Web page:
Setting business goals is common practice around the new year. Year-end taxes and closing the annual books offer a perfect chance to assess your financial situation, but there’s really no bad time to do business planning.
Setting and reviewing goals is a great way to motivate and inspire your teams. It pushes you to think bigger, achieve more, and grow your business for the long haul. So if you’re working on a list of business goals to help keep you on track, here are 6 tips to position you for success.
1. Reassess Your Long-Term Vision
Strategic business planning starts with your long-term vision. When you sit down to plan and set goals for the coming quarter or year, allow yourself to dream! Ask yourself:
- How might your business look in the future?
- In what areas do you want to expand?
- How will you continue to challenge/develop yourself and your team?
- How has your vision evolved over the past year?
If you want to expand production or move into new markets, your business needs to shift over time to make that happen. The good news is once you have clear goals, you can create a roadmap for getting there.
2. Reflect on Wins and Lessons
Take time at regular intervals (for instance yearly, quarterly, monthly) to step back and reflect on what worked and what didn’t work across your business. Not only key numbers like revenue, profitability, and net working capital but also:
- People you hired
- New policies or processes
- Customer service
- Marketing strategy
- Digital presence
- Money management (A/R vs A/P)
From there you can celebrate your wins, take away lessons learned, and anticipate future obstacles.
3. Do Your Homework
Year-end is the ideal time to assess your financial status in detail. The P&L statement will show your revenue (total sales), expenses (total costs), and net income (what’s left over after subtracting costs from sales).
But you need to know your numbers on a regular basis, especially if you have big profit goals, you’re buying a lot of equipment or hiring rapidly, or sales are lagging. To stay informed:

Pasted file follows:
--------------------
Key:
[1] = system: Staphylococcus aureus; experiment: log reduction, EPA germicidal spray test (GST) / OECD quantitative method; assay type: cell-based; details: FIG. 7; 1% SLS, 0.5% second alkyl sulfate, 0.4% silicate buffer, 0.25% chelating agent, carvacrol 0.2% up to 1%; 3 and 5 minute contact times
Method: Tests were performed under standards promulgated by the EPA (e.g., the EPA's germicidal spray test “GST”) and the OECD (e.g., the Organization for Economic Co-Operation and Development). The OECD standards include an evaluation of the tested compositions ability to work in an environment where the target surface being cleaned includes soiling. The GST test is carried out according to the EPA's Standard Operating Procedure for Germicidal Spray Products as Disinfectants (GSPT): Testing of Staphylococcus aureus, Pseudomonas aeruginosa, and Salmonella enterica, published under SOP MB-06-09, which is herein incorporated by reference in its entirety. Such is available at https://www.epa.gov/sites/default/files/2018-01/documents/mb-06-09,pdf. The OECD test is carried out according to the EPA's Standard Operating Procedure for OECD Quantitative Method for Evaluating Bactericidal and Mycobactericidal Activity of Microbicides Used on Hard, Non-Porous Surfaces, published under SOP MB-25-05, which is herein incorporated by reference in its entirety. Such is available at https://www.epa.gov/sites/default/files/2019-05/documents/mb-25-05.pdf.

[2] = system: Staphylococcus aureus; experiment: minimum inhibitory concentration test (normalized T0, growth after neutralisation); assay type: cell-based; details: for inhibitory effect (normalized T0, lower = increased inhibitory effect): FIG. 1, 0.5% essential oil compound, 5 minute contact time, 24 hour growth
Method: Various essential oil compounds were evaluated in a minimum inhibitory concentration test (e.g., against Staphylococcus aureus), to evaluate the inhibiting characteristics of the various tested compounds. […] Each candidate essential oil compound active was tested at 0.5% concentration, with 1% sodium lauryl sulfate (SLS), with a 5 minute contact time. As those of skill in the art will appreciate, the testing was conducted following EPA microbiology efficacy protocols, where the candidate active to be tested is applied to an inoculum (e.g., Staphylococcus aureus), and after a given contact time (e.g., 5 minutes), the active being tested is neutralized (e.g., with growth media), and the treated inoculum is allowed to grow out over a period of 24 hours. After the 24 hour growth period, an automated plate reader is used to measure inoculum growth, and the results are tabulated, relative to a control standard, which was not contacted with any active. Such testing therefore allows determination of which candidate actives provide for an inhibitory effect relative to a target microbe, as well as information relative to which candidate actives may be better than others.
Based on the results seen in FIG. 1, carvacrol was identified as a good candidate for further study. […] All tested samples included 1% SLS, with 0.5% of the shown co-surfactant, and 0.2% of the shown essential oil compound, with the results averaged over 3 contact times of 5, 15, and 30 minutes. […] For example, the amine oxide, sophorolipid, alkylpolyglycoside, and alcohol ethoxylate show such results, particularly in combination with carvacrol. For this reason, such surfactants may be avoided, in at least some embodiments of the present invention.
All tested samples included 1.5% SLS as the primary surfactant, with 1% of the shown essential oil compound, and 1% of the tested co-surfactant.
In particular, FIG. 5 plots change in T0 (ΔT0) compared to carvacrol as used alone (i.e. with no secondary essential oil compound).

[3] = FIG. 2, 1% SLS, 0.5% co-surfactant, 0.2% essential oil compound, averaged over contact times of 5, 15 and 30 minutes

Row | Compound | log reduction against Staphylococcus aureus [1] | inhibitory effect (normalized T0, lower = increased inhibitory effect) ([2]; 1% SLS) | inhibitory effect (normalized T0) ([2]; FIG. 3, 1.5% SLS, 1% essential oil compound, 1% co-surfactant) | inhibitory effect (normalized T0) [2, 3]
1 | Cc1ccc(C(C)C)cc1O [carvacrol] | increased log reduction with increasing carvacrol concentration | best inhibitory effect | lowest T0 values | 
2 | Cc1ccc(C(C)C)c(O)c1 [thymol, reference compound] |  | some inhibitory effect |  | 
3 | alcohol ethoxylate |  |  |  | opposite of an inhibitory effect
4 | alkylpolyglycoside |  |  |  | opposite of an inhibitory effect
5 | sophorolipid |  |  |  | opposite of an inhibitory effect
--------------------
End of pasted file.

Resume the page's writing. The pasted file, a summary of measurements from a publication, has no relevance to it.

- Look at your P&L and other key reports monthly
- Customize your reports to make them more relevant to your business
- Close your books regularly to avoid cash flow problems or other unwelcome surprises
4. Get Ahead on Taxes
While you’re thinking of business goals, don’t forget Uncle Sam. Create a tax prep checklist and start working on it asap:
- Know important deadlines and due dates
- Keep on top of estimated quarterly taxes
- Compile your business income and expenses
- Prepare 1099’s and W2s on time
- Consider potential tax breaks like the employee retention credit, using a business credit card for expenses (you can deduct the interest), charitable donations, and investments like coaching and marketing.
While you’re at it, resolve to keep good records all year long so you’re not scrambling right before next year’s deadline.
5. Have a Budget that Reflects your Business Goals
A budget is more than just a boring spreadsheet – it’s an accountability tool. Having a budget helps you make decisions faster and keeps everyone on the same page throughout the year. Check-in with your budget on a quarterly basis to see if you need to adjust and why.
If your budget is the master plan for money coming and going, think of the chart of accounts (COA) as the backbone that keeps it all organized. A COA breaks your money into categories for budgeting and tax purposes. Set it up the right way and you can track every nuance of our business. It’s like having a pulse on your financial health at all times.
6. Be Flexible with Your Business Goals
If your plans are too stiff, you’ll drop them faster than your New Year’s resolutions. Things change and sometimes even the whole world has to shift. As with your budget, your business goals can be living breathing entities that evolve with your organization.
The key is to measure your progress and adjust as you go. A financial reporting and bookkeeping expert such as a virtual CFO can help you set KPIs and give you access to historical data. Plus provide strategic analysis to show trends and troubleshoot issues.
Whether it’s your first year or your tenth, planning ahead and taking some time to “work on your business, not in your business” will set you up for success in the future.
We’re here to help you with your short-term and long-term goals, and bring your vision for your business to life… contact us.